Co-op's 'Plan A' has 'toughest' ethical targets in business

The world’s largest consumer co-operative is explicitly linking its environmental and social targets with plans for growth under the Join the Revolution campaign.

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The Co-operative Group has unveiled a plan that will for the first time align its ethical principles with its co-operative business objectives.

The Co-op says that its ethical plan, which outlines a set of joined-up goals, pledges the “toughest” carbon reduction targets of any major business, the “most radical” Fairtrade conversion programme and what it claims are the world’s first ethical insurance products.

It includes 47 distinct targets across all its business groups, including food, banking, pharmacy, travel and funeral care.

The targets cover areas including the environment, ethical finance, global poverty, animal welfare, social fairness, health and community enterprise.

The Co-op aims to be the most sustainable business in the UK,but it is not alone in making sustainability core to its business strategy.

Marks & Spencer has extended its ethical business plan, Plan A, from 100 points to 180 and claims that it will have achieved more than half of these by April this year.

The retailer reported last year that Plan A was profitable and “good for business”, so as well as being a responsible strategy it was commercially beneficial.

FMCG manufacturers Unilever, PepsiCo and Procter & Gamble have also made ambitious pledges to reduce the environmental impact of their businesses while improving their financial results and providing an opportunity for future growth.

Unilever’s case for doubling the size of its business without increasing its environmental impact in the next decade is that “customers and consumers want it, it fuels innovation, grows markets and saves money”.

The Co-op plans to launch a “radical” advertising campaign under its Join the Revolution banner to demonstrate the breadth of its ethical business plan. Rather than just promote its retail or financial services business, the aim of the campaign is to encourage customers to join the Co-operative movement.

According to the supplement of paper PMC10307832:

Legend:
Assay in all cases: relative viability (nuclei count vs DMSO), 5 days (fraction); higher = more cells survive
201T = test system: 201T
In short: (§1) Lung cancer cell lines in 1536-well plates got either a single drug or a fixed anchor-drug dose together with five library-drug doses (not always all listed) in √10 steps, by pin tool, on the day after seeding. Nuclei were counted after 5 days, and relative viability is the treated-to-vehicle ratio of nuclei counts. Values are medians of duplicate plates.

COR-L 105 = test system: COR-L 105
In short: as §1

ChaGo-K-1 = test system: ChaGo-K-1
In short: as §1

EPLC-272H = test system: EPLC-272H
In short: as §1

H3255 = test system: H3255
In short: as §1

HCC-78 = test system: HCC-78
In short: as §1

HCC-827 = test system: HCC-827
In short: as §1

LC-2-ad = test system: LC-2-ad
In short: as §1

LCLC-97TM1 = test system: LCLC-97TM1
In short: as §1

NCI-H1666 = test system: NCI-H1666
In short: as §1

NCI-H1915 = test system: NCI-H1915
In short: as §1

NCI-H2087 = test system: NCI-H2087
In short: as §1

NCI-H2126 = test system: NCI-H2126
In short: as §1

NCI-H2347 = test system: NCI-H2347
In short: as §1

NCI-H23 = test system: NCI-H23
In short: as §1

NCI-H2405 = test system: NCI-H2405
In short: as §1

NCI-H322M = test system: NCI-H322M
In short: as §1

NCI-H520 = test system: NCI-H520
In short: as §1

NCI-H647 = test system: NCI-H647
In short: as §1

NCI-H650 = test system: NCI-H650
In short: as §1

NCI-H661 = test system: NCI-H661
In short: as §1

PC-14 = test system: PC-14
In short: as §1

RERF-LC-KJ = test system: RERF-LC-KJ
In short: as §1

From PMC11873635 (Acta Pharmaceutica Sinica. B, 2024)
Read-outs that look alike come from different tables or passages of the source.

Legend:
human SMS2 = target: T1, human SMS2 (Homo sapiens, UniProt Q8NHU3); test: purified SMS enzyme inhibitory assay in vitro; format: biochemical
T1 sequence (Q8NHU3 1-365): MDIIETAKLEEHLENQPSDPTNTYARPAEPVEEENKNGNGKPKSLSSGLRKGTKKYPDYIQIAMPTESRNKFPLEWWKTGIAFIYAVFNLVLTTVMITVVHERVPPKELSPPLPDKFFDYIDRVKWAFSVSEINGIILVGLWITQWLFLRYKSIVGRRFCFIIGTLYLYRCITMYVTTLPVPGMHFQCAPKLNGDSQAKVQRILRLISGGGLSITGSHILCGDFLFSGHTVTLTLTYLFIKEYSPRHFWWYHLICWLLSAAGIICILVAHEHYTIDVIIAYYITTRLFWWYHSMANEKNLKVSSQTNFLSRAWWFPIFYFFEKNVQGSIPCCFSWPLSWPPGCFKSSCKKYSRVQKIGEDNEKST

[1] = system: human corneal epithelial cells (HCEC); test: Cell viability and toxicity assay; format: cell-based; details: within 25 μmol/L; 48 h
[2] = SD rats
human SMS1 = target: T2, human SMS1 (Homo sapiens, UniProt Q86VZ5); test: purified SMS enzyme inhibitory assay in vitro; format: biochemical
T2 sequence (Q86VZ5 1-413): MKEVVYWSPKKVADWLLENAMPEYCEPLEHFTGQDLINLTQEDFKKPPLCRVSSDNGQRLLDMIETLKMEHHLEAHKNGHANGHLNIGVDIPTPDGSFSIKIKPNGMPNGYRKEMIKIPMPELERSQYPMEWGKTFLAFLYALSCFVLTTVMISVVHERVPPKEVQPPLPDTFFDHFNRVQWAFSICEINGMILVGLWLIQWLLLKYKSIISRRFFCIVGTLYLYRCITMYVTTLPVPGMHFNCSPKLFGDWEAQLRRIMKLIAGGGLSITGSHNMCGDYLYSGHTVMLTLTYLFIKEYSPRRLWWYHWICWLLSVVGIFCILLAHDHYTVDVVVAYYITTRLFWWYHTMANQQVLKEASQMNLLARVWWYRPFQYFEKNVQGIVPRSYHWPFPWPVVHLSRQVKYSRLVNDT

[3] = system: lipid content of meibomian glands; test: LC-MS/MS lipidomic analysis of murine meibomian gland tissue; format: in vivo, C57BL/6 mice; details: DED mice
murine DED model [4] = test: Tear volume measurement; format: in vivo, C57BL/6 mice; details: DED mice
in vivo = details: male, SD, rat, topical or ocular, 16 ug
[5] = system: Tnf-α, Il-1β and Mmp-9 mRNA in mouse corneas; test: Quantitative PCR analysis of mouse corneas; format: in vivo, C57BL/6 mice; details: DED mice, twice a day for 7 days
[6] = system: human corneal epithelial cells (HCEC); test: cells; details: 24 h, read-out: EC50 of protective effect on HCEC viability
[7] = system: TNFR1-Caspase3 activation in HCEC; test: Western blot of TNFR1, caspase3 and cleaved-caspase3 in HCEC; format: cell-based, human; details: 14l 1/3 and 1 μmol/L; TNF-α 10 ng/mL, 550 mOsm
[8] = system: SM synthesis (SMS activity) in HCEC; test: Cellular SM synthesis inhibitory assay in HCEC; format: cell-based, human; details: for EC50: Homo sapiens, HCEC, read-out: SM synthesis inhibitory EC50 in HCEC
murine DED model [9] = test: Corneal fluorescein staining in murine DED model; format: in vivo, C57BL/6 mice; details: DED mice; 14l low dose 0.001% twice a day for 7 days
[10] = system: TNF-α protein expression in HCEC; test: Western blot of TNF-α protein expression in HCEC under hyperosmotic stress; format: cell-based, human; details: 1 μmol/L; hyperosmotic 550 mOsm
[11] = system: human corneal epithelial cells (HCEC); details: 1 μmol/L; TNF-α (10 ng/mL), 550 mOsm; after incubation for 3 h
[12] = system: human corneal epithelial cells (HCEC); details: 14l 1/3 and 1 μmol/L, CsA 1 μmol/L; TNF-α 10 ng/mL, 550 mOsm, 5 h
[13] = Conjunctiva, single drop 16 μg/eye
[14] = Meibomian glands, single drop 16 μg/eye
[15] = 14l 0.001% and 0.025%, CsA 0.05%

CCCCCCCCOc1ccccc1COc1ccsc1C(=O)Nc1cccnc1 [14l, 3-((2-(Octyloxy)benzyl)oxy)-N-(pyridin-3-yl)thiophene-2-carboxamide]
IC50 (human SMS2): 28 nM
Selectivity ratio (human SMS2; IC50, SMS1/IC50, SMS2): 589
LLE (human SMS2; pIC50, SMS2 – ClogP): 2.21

While The Co-op hopes to treble its membership to 20 million by 2020, it is more than an internal strategy. CEO Peter Marks wants to lead other businesses towards more responsible practices and remind the wider economy that “the plc model is not the only game in town”.

Marks says: “We’re establishing a lead that we want other businesses to follow. Of course consumers are concerned about price in recession, but climate change and global poverty don’t stop because our economy is in recession. There is no bigger priority for all boardrooms across the country.”

Facts & figures

The Co-operative’s ethical plan includes:

Ethical finance:

  • Introducing the world’s first ethically screened general insurance products.
  • Doubling financial support for renewable energy projects to £1bn by 2013.

Building a fairer and better society:

  • Investing £11m in co-operative enterprise by 2013.
  • Boosting existing community investment by £5m a year.
  • Investing £30m in an Apprenticeship Academy and Green Schools programme.
  • Creating 200 Co-operative Schools by 2013.

Protecting the environment:

  • Reducing carbon emissions by 35% by 2017.
  • Adding a further 10% to the 15% packaging weight reductions already achieved - making the total 25%.
  • Increasing carrier bag reduction target to 75%by 2013.

Tackling global poverty:

  • Moving “beyond Fairtrade” with products and initiatives that benefit producers.
  • Sourcing 90% of its primary commodities from the developing world through Fairtrade by 2013.

Responsible retailing:

  • Guaranteeing that Healthier Choice range will be no more expensive than standard lines.
  • Pledging the nutritional content of Simply Value range will be at least as good as standard lines.

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